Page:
NEW YORK (Reuters) - Looking for a lower price on that DVD player at Sears or that refrigerator at Lowe’s Cos Inc? Ask for one and you just might get it.
More than 90 percent of shoppers who tried to negotiate a discount on furniture, electronics and appliances, floor and demonstration models, and medical bills got one on at least one purchase in the past three years, according to a new survey conducted by the Consumer Reports National Research Center.
“It’s a wake-up call to consumers to realize that the price isn’t always the price,” said Consumer Reports Senior Editor Tod Marks in an interview.
The survey, which included 2,167 U.S. households, found that of those who negotiated for lower prices on furniture, 94 percent were successful in scoring a lower price at least once in the past three years.
Roughly 93 percent were successful at least once in negotiating reductions on medical bills, while 92 percent were successful at least once in getting a lower price for home electronics products.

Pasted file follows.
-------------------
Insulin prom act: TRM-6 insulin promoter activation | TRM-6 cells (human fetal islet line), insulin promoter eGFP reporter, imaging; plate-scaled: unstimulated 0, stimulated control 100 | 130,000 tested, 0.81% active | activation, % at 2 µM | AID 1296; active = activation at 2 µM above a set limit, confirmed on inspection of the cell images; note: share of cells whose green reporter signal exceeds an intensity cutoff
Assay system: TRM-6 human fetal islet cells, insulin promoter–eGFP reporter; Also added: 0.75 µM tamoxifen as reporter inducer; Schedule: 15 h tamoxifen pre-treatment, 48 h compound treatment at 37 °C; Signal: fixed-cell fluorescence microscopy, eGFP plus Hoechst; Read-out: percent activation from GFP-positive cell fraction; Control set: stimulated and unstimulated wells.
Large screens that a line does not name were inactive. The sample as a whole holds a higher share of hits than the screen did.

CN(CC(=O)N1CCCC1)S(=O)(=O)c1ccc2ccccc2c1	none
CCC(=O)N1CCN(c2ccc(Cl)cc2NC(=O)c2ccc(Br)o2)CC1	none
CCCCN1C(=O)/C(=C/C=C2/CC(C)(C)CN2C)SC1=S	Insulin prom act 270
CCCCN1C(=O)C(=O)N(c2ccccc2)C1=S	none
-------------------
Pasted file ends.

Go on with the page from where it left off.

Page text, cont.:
Marks said one of the keys to successful haggling is approach.
“You can’t bully people into giving you a lower price,” he said. “You have to be diplomatic.”
He suggested consumers educate themselves, searching online or perusing fliers before they haggle so they know what a fair price is or what type of discount might be reasonable.
When it comes to haggling at a national chain store, he suggested seeking out a store manager instead of a sales clerk.
“The key to being successful at a chain store is dealing with the decision makers,” he said.
During the holiday shopping season, don’t expect to be able to score a lower price on the hottest new products that might be in short supply, he said.
But he said asking for a lower price on items that are blemished, on clearance or have a short shelf life is a good strategy.
“What’s the worst thing that could happen? Somebody says no.” he said. “You don’t know until you ask.”